Living near a pump station
We trust you and your family are keeping well during these times.
Moving home is one of the most thrilling parts of life but often can be stressful. Finding something unexpectedly pleasant in the house you hadn't expected can also bring much joy. The reverse is also true.
The house you have purchased is the house nearest the main collection and dispersal system for the sewage from the new 20 [could be anywhere from 1-500 or sometimes more] houses on the same development.
Although this may come as a shock, do not be alarmed. On a typical system at any one time there should be around 1,000 litres in at any one time for a system that discharges around 600 litres per house every day. As a result of the small amount of sewage in the system at any one point and the fact that it is turned over so often will mitigate any likely smelling coming from the system. Should a smell occur, it could indicate a system failure and we would suggest you speak to the managing agent or water company.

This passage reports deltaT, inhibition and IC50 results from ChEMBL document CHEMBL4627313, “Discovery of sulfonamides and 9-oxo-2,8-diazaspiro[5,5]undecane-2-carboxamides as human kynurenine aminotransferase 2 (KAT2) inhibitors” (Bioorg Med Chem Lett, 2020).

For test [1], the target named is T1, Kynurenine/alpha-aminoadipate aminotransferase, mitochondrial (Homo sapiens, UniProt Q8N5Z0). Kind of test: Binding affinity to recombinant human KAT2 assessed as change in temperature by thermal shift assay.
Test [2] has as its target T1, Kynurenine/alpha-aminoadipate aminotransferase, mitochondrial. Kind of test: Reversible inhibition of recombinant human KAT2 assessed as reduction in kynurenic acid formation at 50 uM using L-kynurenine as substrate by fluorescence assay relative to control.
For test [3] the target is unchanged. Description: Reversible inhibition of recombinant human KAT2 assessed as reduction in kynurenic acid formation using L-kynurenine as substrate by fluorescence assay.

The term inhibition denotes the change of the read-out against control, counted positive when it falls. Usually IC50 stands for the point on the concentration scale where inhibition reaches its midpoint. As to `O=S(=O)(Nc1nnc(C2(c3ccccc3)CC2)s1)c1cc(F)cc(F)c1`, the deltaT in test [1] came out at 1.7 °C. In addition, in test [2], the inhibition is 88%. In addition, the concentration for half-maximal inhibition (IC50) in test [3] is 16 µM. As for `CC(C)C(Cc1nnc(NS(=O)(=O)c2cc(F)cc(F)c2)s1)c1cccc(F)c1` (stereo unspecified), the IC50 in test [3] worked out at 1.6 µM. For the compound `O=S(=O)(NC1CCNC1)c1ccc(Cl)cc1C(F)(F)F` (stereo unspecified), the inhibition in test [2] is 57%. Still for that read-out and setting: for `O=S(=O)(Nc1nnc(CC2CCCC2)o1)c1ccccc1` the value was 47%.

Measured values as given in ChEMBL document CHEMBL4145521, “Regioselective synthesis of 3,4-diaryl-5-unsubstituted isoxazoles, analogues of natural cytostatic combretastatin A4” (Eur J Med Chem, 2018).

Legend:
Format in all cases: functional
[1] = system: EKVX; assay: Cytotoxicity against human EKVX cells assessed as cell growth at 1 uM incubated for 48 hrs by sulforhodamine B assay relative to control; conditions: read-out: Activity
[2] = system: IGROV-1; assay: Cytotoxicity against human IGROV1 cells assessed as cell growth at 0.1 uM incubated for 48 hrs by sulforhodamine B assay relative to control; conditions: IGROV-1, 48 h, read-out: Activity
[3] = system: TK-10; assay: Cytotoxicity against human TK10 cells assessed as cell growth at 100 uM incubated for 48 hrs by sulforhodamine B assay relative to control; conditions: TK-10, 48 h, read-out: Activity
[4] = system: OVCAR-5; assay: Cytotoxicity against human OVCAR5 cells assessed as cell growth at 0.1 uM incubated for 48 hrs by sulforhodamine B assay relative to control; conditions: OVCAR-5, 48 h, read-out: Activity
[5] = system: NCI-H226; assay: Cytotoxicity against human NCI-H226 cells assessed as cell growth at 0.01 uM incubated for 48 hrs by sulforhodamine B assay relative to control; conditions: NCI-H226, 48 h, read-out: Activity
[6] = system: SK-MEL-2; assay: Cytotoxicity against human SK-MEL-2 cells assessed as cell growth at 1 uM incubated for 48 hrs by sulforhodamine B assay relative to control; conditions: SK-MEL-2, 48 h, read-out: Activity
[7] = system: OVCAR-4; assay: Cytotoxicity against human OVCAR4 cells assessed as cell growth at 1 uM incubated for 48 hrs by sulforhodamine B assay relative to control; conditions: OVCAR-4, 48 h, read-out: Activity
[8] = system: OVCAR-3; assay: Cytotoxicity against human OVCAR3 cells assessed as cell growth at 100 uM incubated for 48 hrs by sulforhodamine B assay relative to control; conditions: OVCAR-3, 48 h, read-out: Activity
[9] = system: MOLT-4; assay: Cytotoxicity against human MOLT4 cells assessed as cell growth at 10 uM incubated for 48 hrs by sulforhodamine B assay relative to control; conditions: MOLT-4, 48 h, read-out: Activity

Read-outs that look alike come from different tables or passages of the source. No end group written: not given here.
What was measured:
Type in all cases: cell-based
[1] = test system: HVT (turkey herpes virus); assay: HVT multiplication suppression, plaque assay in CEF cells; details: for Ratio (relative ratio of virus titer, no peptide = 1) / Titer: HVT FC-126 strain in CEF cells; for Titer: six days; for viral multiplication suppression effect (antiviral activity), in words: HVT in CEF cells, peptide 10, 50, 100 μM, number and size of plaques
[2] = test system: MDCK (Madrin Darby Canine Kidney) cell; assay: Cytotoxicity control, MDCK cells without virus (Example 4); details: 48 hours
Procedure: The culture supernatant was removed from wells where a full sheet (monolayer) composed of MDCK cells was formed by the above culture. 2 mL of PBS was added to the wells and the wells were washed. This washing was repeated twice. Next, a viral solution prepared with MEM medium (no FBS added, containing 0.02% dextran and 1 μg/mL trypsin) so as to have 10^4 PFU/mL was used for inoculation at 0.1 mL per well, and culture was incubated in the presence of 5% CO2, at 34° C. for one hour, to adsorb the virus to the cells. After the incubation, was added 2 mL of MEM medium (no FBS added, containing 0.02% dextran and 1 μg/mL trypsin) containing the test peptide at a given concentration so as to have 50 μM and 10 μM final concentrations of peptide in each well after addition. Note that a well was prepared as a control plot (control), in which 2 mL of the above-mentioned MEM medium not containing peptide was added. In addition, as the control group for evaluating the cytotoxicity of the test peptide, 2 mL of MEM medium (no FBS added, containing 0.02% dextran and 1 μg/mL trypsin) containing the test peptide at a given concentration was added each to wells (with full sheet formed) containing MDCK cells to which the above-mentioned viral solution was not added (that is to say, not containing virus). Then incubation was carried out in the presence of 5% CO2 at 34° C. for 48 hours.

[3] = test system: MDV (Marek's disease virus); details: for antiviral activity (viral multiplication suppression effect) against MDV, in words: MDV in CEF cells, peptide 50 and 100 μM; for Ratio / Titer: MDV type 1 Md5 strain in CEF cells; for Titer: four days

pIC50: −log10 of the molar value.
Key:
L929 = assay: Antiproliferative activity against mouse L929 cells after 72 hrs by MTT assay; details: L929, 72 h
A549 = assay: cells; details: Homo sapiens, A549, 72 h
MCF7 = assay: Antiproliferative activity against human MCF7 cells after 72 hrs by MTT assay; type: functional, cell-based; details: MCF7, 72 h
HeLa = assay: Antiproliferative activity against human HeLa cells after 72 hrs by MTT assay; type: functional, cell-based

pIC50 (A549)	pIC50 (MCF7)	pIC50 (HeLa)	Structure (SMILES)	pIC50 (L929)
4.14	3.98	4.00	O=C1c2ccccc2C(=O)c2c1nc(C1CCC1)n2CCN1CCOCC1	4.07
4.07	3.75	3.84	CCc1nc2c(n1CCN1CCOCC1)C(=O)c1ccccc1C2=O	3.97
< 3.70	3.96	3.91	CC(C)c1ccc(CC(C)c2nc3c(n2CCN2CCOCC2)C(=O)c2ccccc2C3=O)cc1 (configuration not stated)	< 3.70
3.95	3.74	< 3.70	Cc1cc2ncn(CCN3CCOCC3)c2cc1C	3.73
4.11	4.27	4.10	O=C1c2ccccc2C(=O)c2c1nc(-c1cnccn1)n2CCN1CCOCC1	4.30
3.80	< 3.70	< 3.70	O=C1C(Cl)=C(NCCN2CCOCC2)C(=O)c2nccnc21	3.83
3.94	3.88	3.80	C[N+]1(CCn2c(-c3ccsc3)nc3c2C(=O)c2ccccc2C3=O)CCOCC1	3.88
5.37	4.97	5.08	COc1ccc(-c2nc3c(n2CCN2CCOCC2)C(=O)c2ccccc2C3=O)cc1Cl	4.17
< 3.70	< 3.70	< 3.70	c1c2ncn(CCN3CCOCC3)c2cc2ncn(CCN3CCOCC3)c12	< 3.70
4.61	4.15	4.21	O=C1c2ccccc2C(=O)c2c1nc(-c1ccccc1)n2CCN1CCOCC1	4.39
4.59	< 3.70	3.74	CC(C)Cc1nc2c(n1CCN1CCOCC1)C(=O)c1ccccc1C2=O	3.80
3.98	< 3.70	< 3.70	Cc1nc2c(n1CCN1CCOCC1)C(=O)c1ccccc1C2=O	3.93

With these systems, the working pumps are anywhere from 2m to 7m, sometimes more, underground and operate amongst the sewage they pump. As a result the likelihood that you will hear it is very low.
In the event of a failing of the pumps the system can cope with being offline for 24 hours which is normally enough time for an engineer to be in attendance and solve any issues and get the system running again. On some occasions there may be a vacuum tanker in attendance to remove any fats and other elements that build up the pumps don't remove in the normal way.
We will mention that issues can arise from time to time and it is suggested that you familiarise yourself with the routine should you become aware of a fault.
If you have any queries please get in contact with one of the team who are ready and waiting to answer any qu